Pre-biotics are starches and fibers (found in supplements and some foods like green-tipped bananas, plantains, cooked and cooled sweet potatoes and squashes, onions, and leeks)—that serve as food for your probiotics. In fact, pre-biotics are arguably MORE important and necessary than probiotics because they HELP your probiotics STICK AROUND and increase probiotic counts in your gut. (i.e. Pre-biotics feed your probiotics).


In addition, post-biotics (also known as “short chain fatty acids”) are the extra 1-2 punch to help you get the biggest bang for your probiotic buck! Short chain fatty acids, like butyrate, are the “gifts that keep on giving” to your gut, long after your probiotic and prebiotic foods and supplements have been digested. Healthy gut bacteria produce “short chain fatty acids” that help maintain overall gut balance in your gut as a whole (not too many of any one strain of bacteria).

Unfortunately, since many folks have unhealthy or imbalanced gut bacteria to begin with (approximately 3 in 4 people have “gut issues”), short chain fatty acids also are reduced. The result? Without short-chain fatty acids, you may continue to experience imbalances in your gut bacteria. 

The Bottom Line:

Pre-biotics and post-biotics (short-chain fatty acids) help multiply your probiotics so you CAN increase YOU beneficial bacteria over time. (See recommendations below).

#6. If You Feel Sick, You May Have Other Gut Problems…

Probiotics make you break out or feel nauseas? If these symptoms continue longer than 7-14 days after starting a new probiotic, it may indicate you have other gut issues going on (such as bacterial overgrowth, parasites, leaky gut, etc.), OR you ALREADY have enough of the strains of probiotics you are taking.

“Healing reactions” are normal for many folks when first starting a probiotic (such as skin breakouts, loose stools, rashes, etc.) and can be a sign that your gut bacteria are getting “stirred up” (especially if you’ve had imbalances for some time). 

However, if these reactions linger longer than a week or two, it’s vital to consider what else is going on under the hood.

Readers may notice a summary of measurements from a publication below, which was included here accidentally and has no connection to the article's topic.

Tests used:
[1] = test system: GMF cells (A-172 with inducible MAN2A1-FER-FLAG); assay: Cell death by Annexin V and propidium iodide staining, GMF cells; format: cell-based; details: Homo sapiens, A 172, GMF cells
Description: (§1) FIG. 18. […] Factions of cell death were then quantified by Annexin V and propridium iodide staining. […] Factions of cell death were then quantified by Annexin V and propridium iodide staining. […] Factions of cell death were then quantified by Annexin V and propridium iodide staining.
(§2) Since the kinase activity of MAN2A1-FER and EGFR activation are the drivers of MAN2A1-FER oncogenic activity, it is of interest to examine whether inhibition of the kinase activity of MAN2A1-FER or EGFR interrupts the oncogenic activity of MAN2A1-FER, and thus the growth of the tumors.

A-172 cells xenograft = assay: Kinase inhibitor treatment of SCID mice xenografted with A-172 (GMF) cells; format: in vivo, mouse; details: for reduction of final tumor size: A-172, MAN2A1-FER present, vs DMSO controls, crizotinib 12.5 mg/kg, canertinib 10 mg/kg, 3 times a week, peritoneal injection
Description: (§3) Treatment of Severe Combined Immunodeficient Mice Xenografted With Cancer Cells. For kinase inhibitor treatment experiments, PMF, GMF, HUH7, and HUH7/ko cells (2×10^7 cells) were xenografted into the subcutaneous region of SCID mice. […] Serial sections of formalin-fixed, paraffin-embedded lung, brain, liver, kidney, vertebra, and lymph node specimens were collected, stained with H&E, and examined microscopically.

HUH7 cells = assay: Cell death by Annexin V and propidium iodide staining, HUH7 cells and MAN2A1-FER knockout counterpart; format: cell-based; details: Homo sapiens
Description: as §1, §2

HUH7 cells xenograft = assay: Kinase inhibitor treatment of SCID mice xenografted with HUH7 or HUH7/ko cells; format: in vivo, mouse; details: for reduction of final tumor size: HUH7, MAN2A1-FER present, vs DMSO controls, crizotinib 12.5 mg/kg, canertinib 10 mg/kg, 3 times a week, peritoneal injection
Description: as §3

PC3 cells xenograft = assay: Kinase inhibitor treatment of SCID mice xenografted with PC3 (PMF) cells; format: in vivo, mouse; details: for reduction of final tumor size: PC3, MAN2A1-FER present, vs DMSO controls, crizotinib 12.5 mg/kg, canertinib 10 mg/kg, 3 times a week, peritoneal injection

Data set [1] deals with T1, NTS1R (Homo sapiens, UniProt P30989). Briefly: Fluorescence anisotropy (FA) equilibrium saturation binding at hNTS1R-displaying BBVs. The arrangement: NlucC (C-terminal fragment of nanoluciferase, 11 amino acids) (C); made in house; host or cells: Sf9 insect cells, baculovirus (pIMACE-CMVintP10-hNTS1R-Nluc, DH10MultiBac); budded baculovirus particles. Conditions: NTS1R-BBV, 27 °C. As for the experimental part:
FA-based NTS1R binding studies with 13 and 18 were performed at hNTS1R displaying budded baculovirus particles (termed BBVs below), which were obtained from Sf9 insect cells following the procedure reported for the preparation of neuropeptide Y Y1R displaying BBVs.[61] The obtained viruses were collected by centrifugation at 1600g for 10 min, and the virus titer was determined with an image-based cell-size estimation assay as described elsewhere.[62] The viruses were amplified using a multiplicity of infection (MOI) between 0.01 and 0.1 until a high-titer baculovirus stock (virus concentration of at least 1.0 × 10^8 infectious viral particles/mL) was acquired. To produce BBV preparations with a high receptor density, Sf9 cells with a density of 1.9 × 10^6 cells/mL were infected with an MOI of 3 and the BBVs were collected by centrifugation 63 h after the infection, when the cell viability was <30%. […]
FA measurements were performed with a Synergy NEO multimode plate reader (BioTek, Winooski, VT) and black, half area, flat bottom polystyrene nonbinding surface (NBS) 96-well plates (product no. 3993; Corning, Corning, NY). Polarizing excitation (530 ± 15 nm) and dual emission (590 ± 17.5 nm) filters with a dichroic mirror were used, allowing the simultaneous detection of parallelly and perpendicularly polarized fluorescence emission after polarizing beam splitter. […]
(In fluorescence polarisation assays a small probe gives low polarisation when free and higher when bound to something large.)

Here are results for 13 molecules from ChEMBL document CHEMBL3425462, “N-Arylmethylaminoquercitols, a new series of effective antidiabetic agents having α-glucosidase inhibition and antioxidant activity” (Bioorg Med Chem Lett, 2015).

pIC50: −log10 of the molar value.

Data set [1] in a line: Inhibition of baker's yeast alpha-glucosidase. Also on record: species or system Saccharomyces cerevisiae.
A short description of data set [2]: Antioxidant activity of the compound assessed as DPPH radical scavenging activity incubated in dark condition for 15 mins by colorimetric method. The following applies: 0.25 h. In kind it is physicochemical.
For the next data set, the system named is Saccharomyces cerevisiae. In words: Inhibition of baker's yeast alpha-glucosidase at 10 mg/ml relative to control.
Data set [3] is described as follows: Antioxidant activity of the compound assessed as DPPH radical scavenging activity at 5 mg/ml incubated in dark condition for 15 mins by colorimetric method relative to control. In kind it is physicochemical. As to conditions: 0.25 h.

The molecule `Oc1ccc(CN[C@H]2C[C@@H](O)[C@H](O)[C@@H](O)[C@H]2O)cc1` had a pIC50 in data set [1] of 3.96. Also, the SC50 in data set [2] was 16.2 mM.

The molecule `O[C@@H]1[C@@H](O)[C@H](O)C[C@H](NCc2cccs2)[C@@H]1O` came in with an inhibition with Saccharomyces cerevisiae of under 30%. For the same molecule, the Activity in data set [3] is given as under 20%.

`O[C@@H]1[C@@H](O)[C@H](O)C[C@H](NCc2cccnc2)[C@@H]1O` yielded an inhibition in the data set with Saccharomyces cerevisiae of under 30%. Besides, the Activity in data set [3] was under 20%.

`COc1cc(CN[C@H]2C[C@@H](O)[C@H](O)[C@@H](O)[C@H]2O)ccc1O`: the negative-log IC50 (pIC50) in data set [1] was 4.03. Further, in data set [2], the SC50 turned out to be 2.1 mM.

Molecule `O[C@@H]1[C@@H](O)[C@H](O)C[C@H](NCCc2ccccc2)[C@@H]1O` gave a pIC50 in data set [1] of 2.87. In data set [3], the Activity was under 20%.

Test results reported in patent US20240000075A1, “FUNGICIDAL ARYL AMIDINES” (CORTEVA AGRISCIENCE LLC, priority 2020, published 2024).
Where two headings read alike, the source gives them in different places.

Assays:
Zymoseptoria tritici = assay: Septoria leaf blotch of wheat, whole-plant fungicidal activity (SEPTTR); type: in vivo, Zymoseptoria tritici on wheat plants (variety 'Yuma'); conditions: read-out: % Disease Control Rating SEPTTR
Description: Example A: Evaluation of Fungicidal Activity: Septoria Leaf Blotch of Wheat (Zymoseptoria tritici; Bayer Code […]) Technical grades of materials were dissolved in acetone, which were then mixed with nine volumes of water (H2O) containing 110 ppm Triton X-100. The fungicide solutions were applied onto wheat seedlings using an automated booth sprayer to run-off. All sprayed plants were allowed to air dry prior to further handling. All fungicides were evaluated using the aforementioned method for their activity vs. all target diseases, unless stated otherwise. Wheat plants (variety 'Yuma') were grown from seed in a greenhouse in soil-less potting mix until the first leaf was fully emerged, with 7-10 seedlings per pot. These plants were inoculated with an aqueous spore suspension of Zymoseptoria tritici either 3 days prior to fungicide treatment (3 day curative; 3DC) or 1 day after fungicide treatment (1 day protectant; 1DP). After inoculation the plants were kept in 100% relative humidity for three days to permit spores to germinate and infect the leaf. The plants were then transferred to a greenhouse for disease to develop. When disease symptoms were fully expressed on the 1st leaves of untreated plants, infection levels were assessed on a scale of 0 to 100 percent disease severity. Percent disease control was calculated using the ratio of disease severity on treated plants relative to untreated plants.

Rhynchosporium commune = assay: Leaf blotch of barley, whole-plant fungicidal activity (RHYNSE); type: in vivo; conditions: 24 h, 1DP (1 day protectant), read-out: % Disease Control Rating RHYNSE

The Bottom Line:

If your probiotics are making you sick, consider getting a gut test completed or working with a practitioner to help you problem solve root issues going on. 

Best Probiotic Recommendations

1. Soil Based Organisms 

2. Lactic Acid Bacteria 

3. Prebiotics

4. Short Chain Fatty Acids

5. Fermented Foods

  • Fermented Veggies (carrots, beets, cucumber relish, dill pickles, etc.)
  • Pickled Veggies (no added sugar or additives)
  • Fermented Salsa
  • Fermented Horseradish
  • Goat’s Milk Yogurt & Kefir

  • Coconut Kefir
  • Water Kefir
  • Coconut Yogurt (no additives)
  • Low-Sugar Kombucha (5-6 grams per serving)
  • Beet Kvass
  • Kimchi


6. Prebiotic Foods

  • Asparagus (al-dente)
  • Coconut Flour
  • Cooked & cooled potatoes/sweet potatoes and squashes
  • Cooked and cooled Jasmine white rice & lentils
  • Garlic
  • Green tipped plantains/bananas

  • Jerusalem Artichoke
  • Onions
  • Mushrooms (reishi, shiitake and maitake)
  • Nutritional Yeast
  • Potato Starch or Plantain Starch
  • Seaweed/Algae (Beta-glucan, or 𝛽-glucan—a soluble fiber)


**Contact us to place an order for practitioner grade supplements, not found on the web. 

Probiotic Protocol

For basic daily gut maintenance, a healthy daily protocol includes:

  • Pre-breakfast:

1 Soil Based Organism Probiotic

  • Breakfast

Short Chain Fatty Acids

  • Lunch

Short Chain Fatty Acids 

  • Dinner

Prebiotic Supplement

  • Post-Dinner

1 Soil Based Organism Probiotic

Bonus: Eat 1-2 fermented foods and 1-2 prebiotic foods daily

*Health Disclaimer: By reading and/or using this information you acknowledge you are responsible for your own health and decisions. Consult your healthcare practitioner for your specific health needs. 


  1. Markowiak, Paulina; Śliżewska, Katarzyna.(2017). Effects of Probiotics, Prebiotics, and Synbiotics on Human Health. Nutrients, 9(9), 1021. doi:10.3390/nu9091021;  
  1. Scourboutakos, M., Franco-Arellano, B., Murphy, S., Norsen, S., Comelli, E., & L’Abbé, M. (2017). Mismatch between Probiotic Benefits in Trials versus Food Products. Nutrients, 9(4), 400. MDPI AG. Retrieved from